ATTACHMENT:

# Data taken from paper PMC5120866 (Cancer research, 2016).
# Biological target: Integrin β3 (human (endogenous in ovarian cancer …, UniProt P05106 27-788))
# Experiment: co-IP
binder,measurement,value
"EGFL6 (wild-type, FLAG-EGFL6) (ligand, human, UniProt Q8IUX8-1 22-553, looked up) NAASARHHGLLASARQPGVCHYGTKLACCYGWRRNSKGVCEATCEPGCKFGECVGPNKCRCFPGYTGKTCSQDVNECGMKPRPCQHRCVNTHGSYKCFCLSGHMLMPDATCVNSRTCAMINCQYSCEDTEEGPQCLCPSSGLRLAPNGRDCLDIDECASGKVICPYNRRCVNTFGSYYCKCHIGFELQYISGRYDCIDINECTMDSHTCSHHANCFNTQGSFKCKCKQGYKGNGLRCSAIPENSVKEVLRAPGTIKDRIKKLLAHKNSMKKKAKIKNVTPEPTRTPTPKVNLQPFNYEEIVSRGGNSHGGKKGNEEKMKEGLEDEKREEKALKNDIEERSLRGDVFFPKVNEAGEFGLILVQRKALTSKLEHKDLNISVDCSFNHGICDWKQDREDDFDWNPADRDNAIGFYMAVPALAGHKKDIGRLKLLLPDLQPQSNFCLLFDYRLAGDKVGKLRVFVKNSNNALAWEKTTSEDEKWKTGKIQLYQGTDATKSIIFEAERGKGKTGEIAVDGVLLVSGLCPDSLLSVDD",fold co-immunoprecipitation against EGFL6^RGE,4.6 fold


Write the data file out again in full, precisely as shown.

# Data taken from paper PMC5120866 (Cancer research, 2016).
# Biological target: Integrin β3 (human (endogenous in ovarian cancer …, UniProt P05106 27-788))
# Experiment: co-IP
binder,measurement,value
"EGFL6 (wild-type, FLAG-EGFL6) (ligand, human, UniProt Q8IUX8-1 22-553, looked up) NAASARHHGLLASARQPGVCHYGTKLACCYGWRRNSKGVCEATCEPGCKFGECVGPNKCRCFPGYTGKTCSQDVNECGMKPRPCQHRCVNTHGSYKCFCLSGHMLMPDATCVNSRTCAMINCQYSCEDTEEGPQCLCPSSGLRLAPNGRDCLDIDECASGKVICPYNRRCVNTFGSYYCKCHIGFELQYISGRYDCIDINECTMDSHTCSHHANCFNTQGSFKCKCKQGYKGNGLRCSAIPENSVKEVLRAPGTIKDRIKKLLAHKNSMKKKAKIKNVTPEPTRTPTPKVNLQPFNYEEIVSRGGNSHGGKKGNEEKMKEGLEDEKREEKALKNDIEERSLRGDVFFPKVNEAGEFGLILVQRKALTSKLEHKDLNISVDCSFNHGICDWKQDREDDFDWNPADRDNAIGFYMAVPALAGHKKDIGRLKLLLPDLQPQSNFCLLFDYRLAGDKVGKLRVFVKNSNNALAWEKTTSEDEKWKTGKIQLYQGTDATKSIIFEAERGKGKTGEIAVDGVLLVSGLCPDSLLSVDD",fold co-immunoprecipitation against EGFL6^RGE,4.6 fold